Applied tests

When deciding which methods to use, we have applied the following tests:

- Does the method tell us something meaningful about brands or marketing?

- Does the method tell us something we don’t already know (and enough to justify the costs)?

- Is the method practical and scalable?

There are neuroscience-based methods that meet all three of these tests. These are: implicit association measurement, eye-tracking and brainwave measurement.

Implicit association measurement

While not strictly speaking a neuroscience technique, what it shares with more biometric methods is the principle of inferring consumers’ responses rather than asking direct questions. The approach measures consumers’ reaction times or accuracy on tasks that are systematically biased by their reactions to brands or ads. At first this sounds strange, but the approaches capitalize on the way the brain stores information - as a network of connections rather than isolated units. It is for this reason, that, for instance, thinking about the idea of a “doctor” means you will tend to respond faster to a related idea like “nurse” than an unrelated one like “plumber.” Similarly, if you feel positive you will tend to respond faster to positive words and slower to negative ones, but this is reversed if you feel negative.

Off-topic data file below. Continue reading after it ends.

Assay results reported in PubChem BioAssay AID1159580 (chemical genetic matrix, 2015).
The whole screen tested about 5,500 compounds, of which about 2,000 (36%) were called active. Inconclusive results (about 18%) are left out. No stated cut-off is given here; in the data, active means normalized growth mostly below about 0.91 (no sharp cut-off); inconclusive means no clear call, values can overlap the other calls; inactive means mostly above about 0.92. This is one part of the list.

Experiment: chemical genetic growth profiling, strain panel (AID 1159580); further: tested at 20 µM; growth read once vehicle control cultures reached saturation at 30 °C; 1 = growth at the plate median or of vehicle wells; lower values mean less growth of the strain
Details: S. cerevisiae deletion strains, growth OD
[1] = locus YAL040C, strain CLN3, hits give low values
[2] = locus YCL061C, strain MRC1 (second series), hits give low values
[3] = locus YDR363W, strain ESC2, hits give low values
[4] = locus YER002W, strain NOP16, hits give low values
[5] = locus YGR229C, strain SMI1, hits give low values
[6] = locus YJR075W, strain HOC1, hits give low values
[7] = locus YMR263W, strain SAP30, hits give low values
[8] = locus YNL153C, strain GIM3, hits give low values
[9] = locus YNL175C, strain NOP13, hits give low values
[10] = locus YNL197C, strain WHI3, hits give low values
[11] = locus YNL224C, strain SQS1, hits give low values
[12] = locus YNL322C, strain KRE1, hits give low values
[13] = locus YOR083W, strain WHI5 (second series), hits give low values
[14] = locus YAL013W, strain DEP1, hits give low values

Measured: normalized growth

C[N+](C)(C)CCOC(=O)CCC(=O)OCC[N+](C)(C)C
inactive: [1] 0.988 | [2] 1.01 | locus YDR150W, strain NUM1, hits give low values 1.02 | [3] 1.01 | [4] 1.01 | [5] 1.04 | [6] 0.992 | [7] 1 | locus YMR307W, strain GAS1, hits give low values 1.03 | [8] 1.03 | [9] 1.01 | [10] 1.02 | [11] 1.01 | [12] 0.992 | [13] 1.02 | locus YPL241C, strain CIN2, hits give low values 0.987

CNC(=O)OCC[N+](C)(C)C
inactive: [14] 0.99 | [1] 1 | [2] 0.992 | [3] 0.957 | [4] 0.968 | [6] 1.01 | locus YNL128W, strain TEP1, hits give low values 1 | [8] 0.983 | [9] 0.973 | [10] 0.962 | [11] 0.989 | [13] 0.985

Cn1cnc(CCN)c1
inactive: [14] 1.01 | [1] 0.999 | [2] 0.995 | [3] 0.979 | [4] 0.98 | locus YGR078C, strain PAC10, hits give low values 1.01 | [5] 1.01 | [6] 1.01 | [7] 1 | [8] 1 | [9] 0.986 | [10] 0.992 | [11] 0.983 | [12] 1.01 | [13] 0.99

Implicit association methods have a long history of use in cognitive psychology to infer unstated processes and responses, especially in researching socially sensitive areas, such as people’s biases towards different races or genders. They offer market researchers a window to the raw ideas and feelings stirred up by brands and ads, prior to any filtering for sense or social desirability, which still may play a role in shaping consumers’ responses.

We have used these methods in a variety of markets and with a range of clients to understand the implicit associations activated by brands, by ads and by hard-to-discuss stimuli such as brand logos.